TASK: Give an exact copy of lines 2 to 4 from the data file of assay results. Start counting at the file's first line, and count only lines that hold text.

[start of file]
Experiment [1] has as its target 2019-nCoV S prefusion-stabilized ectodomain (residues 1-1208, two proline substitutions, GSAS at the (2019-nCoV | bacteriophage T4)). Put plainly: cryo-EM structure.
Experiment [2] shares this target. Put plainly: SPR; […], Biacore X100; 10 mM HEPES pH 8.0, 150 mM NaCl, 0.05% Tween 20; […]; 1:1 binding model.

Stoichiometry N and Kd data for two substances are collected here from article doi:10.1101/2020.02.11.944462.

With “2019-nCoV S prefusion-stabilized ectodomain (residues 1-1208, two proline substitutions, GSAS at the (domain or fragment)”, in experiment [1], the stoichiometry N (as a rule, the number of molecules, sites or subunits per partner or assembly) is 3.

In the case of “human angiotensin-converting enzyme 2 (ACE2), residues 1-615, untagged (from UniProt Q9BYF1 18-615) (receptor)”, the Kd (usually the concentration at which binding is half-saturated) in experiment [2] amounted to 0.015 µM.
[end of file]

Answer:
Experiment [2] shares this target. Put plainly: SPR; […], Biacore X100; 10 mM HEPES pH 8.0, 150 mM NaCl, 0.05% Tween 20; […]; 1:1 binding model.

Stoichiometry N and Kd data for two substances are collected here from article doi:10.1101/2020.02.11.944462.

With “2019-nCoV S prefusion-stabilized ectodomain (residues 1-1208, two proline substitutions, GSAS at the (domain or fragment)”, in experiment [1], the stoichiometry N (as a rule, the number of molecules, sites or subunits per partner or assembly) is 3.